This chapter explores the religious differences between counselors and their clients. It explores religious location, including one aspect of religious location that can pose what is arguably the only insurmountable barrier when the counselor and client occupy different religious locations. The chapter focuses on setting out the foundational concept of “language care”. It reflects forms and degrees of religious difference, challenges posed by religious differences in counseling, and the significance in counseling of the counselor’s religious location. Therapeutic relationality is of concern throughout the chapter, but a brief concluding section examines a few practices especially valuable for nurturing therapeutic relationality given differences in clients’ and counselors’ religious locations. The diversity of religious locations is demanding and perhaps daunting. Standards of professional competence and codes of ethics across the mental health professions include at least a mention of religion. The religious location of the counselor matters in the clinical process.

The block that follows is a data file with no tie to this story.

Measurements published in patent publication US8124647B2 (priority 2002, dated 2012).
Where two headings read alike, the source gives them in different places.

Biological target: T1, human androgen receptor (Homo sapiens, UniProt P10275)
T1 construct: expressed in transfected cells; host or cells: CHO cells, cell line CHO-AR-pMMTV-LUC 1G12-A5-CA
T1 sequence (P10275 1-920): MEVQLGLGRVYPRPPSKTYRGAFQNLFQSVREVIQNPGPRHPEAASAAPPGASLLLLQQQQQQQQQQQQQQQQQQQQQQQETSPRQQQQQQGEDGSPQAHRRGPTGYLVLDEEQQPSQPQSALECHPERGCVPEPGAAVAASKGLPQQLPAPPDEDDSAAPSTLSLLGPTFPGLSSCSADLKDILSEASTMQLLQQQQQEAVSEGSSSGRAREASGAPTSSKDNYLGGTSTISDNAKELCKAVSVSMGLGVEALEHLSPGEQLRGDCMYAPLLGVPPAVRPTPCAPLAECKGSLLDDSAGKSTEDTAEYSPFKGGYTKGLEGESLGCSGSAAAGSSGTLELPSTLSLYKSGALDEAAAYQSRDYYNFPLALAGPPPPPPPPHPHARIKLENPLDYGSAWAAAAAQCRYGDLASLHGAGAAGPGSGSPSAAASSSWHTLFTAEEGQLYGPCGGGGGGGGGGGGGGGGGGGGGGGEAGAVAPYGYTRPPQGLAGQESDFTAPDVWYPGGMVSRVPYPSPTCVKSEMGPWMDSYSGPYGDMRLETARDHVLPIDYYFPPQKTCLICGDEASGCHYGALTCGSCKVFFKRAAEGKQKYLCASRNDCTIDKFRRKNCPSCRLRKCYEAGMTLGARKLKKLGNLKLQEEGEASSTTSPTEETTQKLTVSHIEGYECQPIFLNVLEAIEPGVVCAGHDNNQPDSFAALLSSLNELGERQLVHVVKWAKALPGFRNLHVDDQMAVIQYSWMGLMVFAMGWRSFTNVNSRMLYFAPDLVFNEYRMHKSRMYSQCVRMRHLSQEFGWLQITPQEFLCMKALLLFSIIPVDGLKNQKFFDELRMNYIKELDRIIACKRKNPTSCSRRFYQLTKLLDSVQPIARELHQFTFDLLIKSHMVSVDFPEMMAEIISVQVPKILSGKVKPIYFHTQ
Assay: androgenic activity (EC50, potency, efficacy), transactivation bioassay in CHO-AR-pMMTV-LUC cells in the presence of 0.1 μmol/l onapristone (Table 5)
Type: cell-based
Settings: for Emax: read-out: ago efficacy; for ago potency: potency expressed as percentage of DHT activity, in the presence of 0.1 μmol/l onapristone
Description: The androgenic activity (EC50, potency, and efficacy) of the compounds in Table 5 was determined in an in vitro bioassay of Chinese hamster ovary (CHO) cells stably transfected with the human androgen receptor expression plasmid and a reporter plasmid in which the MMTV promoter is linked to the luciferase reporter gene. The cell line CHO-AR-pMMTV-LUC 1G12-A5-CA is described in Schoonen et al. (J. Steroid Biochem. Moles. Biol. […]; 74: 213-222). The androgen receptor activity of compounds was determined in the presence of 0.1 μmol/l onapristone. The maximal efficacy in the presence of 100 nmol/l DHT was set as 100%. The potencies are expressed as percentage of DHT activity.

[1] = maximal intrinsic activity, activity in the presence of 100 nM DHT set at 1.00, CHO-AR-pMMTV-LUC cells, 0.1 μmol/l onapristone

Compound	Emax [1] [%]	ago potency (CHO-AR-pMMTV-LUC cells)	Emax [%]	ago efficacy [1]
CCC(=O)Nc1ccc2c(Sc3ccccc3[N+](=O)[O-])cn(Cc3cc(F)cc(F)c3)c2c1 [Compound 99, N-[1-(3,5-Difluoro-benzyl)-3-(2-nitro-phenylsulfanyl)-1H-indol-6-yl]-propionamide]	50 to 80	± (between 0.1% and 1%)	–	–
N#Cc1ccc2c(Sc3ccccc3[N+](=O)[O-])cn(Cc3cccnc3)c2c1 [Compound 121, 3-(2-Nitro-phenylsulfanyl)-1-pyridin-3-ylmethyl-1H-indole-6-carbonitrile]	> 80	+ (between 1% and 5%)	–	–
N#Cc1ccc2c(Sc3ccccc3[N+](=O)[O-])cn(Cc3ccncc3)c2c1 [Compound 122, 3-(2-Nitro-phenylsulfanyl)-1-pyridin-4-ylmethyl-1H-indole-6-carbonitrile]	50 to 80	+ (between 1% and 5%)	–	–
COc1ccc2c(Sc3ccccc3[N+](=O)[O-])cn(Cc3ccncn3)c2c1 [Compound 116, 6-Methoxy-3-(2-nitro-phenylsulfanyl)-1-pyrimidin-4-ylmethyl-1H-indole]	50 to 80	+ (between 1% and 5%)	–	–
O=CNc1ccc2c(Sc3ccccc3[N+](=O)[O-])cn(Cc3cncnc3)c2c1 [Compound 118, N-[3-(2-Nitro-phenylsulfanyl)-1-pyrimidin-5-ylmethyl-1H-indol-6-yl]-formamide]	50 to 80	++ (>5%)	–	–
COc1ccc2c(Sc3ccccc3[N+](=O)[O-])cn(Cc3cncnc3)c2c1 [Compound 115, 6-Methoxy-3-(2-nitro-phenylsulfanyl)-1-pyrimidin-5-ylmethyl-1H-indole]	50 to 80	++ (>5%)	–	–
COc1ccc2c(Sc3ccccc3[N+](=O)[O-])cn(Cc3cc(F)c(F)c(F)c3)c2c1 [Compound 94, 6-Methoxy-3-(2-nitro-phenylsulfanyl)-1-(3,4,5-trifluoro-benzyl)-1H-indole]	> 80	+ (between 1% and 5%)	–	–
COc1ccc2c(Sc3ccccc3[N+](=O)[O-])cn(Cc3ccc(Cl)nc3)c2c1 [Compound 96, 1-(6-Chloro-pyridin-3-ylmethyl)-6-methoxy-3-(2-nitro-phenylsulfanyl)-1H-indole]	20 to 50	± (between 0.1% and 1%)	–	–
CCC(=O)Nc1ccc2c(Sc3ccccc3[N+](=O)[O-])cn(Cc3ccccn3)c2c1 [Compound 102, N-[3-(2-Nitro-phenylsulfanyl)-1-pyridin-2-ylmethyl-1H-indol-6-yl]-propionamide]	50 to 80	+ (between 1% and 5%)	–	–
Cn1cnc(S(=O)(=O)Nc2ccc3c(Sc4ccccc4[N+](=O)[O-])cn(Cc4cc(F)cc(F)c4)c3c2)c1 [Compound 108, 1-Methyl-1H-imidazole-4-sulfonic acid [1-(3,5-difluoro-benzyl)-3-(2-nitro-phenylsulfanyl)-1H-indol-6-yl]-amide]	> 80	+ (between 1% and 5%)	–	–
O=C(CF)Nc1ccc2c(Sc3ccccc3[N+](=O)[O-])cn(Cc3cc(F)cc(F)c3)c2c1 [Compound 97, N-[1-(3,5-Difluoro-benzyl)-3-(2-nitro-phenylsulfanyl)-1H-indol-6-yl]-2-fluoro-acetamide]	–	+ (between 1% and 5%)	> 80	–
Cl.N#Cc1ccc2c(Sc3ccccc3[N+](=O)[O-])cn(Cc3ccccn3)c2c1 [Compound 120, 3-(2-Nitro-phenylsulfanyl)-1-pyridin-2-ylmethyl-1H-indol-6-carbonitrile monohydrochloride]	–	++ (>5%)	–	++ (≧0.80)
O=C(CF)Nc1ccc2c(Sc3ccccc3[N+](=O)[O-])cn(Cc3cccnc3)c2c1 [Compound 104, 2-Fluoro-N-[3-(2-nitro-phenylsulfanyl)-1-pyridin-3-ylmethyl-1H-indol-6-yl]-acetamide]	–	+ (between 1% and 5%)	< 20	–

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This chapter explores pastoral counselors as mental health professionals, in terms of their professional identities, training, and licenses. Among the most significant transformations in the field of pastoral counseling over the past half-century have been the entrance of laypersons into the profession and the increasing numbers of pastoral counselors who identify as both religious leaders and licensed mental health professionals. Some of the largest growth in the profession has occurred among laypersons seeking training in pastoral counseling and licensure as mental health professionals. The curricula of mental health training programs are most often designed to meet national standards outlined by professional organizations and state/provincial licensing board requirements. In addition to training models and licensure requirements, pastoral counselors who work as mental health professionals are also exposed to and often endorse the prevailing paradigms, ethical codes, and standard practices of their mental health disciplines.